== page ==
As part of my Guest blog series for authors and fellow bloggers I am proud to present another guest blog spot. I am very excited andthe author of
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Contemporary Fantasy: The Great Genre Confusion
by Seth Skorkowsky
When I was young, there were exactly to genres that I read. They were SciFi/Fantasy and Horror. Those were the sections in the bookstore that I found them in. As I grew older, I added Sword & Sorcery and Epic Fantasy to the list.
The list slowly expanded over the years until I began writing. At that point the number of genres and sub-genres seemed to explode. When trying to pitch my first novel, Dämoren, I was suddenly overwhelmed with the sheer number of categories that it might fall in to. But as my knowledge grew, I came to the realization that while sub-genre labels work great, they also pigeonhole us. I both love and hate genre labels, especially for Contemporary Fantasy.
Contemporary Fantasy is the catch-all term for fantasy that takes place in a modern setting. It’s also a weird category that’s only recently been accepted as Fantasy at all. In my youth we called it Horror.
I cut my Contemporary Fantasy teeth on Stephen King and Clive Barker. They were famous for their Horror, and it was a surprise when I learned that a good chunk of their work was actually Fantasy. But since it was Fantasy without castles and swords, no one knew what to do with it. So, it was isolated away from Lord of the Rings and Dragon Riders of Pern and called “Horror.”
Eventually the Internet happened and fandom was able to get together and begin educating each other and creating new labels to describe the kaleidoscope of various sub-genres. Now we have Portal Fantasy (which both Barker’s Imagica and King’s Dark Tower fall under), Urban Fantasy, Magical Realism, Supernatural, Paranormal, Post-Apoc, Zombie, and a slew of others including the Romance categories of each of those.
One problem that arises has nothing to do with the genres themselves, but to do the perception of those genres. Many readers and authors (including myself) hate the term Contemporary Fantasy. It sounds boring. It doesn’t evoke any mental image and the punch that Portal or Zom-Poc Fantasy do. Both of those names are two-syllable and give a clear image of what to expect between the covers. “Contemporary” meanwhile is a massive six-syllable word that doesn’t evoke any image except for boring. So even though it means “Contemporary Fantasy set in a city,” many of us prefer to use the catchier term Urban Fantasy.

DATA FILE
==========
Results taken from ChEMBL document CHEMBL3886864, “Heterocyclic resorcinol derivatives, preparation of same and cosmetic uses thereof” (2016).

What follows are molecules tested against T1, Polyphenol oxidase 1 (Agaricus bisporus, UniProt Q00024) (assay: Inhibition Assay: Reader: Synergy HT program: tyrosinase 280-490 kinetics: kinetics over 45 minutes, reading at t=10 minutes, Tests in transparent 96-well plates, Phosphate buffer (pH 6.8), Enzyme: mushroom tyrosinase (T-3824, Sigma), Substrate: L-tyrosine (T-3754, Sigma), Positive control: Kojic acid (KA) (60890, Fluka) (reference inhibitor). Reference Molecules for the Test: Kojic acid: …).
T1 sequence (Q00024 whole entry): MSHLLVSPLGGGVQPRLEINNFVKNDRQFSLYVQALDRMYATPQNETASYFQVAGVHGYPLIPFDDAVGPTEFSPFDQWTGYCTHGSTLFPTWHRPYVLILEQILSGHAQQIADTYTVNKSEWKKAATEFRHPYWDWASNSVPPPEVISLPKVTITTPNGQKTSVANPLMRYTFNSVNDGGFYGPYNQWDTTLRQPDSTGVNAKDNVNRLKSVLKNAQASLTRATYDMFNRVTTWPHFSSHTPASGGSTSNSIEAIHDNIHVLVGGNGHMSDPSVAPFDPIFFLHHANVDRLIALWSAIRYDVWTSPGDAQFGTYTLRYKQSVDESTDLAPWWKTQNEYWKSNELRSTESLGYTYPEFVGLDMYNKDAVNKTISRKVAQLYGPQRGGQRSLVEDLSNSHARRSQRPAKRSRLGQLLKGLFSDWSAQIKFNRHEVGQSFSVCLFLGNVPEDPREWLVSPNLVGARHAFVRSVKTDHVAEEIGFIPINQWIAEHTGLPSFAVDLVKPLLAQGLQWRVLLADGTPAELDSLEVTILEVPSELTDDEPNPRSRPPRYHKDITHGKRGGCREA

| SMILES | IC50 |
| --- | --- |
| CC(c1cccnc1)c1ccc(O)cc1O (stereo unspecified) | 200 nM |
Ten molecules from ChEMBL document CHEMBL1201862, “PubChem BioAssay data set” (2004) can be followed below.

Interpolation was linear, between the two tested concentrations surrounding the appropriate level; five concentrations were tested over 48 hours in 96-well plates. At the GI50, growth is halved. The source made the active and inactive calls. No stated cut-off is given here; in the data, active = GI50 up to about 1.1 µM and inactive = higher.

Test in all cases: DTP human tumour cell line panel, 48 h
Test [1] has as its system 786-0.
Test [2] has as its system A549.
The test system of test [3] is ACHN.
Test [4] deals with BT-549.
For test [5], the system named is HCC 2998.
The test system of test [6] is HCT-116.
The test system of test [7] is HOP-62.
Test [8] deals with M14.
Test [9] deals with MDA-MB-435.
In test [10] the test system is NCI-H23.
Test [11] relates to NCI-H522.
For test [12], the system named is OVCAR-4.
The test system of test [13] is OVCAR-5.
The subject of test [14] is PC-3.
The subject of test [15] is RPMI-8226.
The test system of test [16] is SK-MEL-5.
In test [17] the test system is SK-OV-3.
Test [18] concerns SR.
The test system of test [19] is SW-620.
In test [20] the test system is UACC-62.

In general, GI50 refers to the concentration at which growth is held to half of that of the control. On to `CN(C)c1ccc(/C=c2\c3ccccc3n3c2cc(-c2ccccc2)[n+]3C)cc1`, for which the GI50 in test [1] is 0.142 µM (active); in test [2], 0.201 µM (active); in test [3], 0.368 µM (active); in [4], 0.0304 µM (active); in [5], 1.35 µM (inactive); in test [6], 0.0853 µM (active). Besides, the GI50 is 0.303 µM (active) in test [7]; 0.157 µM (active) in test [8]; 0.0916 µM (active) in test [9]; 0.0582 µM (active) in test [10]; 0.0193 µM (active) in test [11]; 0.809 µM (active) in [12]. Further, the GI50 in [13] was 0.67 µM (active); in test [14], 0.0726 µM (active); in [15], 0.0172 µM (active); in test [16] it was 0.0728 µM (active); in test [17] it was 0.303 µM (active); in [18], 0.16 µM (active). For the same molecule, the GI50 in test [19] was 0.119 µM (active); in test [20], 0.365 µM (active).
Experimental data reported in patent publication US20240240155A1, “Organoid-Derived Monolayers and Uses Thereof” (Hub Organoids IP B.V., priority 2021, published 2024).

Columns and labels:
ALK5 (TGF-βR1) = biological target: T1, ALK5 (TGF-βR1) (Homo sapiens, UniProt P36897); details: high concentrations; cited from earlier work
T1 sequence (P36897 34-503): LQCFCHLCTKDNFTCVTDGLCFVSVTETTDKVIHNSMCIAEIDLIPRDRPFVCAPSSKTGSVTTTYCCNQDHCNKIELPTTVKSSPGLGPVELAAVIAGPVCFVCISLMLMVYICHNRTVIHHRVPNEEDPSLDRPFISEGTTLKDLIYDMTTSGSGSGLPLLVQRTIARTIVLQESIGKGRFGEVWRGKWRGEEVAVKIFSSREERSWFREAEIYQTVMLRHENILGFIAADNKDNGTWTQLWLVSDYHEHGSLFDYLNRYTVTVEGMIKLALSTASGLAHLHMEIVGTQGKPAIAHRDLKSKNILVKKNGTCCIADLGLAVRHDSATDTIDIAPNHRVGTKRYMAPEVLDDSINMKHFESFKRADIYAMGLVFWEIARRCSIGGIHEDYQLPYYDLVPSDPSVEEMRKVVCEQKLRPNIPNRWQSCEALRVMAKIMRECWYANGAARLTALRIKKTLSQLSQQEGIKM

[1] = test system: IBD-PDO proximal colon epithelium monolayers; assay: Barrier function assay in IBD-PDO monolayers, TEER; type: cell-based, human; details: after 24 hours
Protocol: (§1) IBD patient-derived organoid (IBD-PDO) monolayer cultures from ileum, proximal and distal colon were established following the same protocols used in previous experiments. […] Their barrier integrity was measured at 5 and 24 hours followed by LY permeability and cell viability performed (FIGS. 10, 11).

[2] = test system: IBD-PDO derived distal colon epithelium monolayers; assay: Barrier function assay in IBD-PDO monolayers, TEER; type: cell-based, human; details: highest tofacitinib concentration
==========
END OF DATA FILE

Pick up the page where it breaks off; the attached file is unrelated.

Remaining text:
The problem with that term is not for stories that aren’t exclusively set in a metropolitan city. The problem is that readers, and many editors, perceive Urban Fantasy as being similar to wildly popular stories such as the Dresden Files. Those stories follow a particular style that’s first-person detective stories with clever little one-liners. There’s nothing wrong with that at all, but when many hear, “Urban Fantasy,” that’s the style they expect. This might turn some readers away from it or it might disappoint some readers that open the story expecting that.
Another case where perception can cause issues is with Paranormal Fantasy. Paranormal Fantasies are stories about the paranormal (obviously, because it’s great and descriptive sub-genre name). However, Paranormal Romance is a separate and massively popular sub-genre. So popular, that when many readers hear “Paranormal” they automatically add “Romance.” This has led many non-romance authors to call their work “Supernatural” instead.
Most readers aren’t even aware of this genre soup. It’s not like the bookstore posts a comprehensive guidebook next to the Fantasy isle. The most effective way an author can pitch where there stories fall is to list two to three works that it’s comparable to. That’s why my Valducan Series says, “In the same vein as Supernatural, Hellboy, and Blade…” in the description. That gives potential readers a good idea of what to expect without assuming they understand all of the odd quirks of genre labels.
Maybe one day I’ll stumble upon a book that says, “In the same vein as the Valducan Series…” If that does happen, I’ll know it’s something I’ll probably enjoy.
Seth Skorkowsky is a writer that gravitates to the darker sides of fantasy, preferring horror and pulp heroes over knights in shining armor. He is the author of Dämoren and Hounacier, both titles in the Valducan series. Seth has also released two sword-and-sorcery collections in the Black Raven series, Mountain of Daggers and Sea of Quills. He lives in Flower Mound, Texas.